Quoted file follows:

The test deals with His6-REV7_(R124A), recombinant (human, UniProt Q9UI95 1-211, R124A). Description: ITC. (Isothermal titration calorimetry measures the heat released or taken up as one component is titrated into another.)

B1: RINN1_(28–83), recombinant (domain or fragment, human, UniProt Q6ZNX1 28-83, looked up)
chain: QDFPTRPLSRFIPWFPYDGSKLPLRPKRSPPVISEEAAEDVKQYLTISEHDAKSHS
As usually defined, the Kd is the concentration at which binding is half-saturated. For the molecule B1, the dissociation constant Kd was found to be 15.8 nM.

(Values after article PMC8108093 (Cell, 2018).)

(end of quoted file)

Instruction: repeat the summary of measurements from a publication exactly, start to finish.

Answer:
The test deals with His6-REV7_(R124A), recombinant (human, UniProt Q9UI95 1-211, R124A). Description: ITC. (Isothermal titration calorimetry measures the heat released or taken up as one component is titrated into another.)

B1: RINN1_(28–83), recombinant (domain or fragment, human, UniProt Q6ZNX1 28-83, looked up)
chain: QDFPTRPLSRFIPWFPYDGSKLPLRPKRSPPVISEEAAEDVKQYLTISEHDAKSHS
As usually defined, the Kd is the concentration at which binding is half-saturated. For the molecule B1, the dissociation constant Kd was found to be 15.8 nM.

(Values after article PMC8108093 (Cell, 2018).)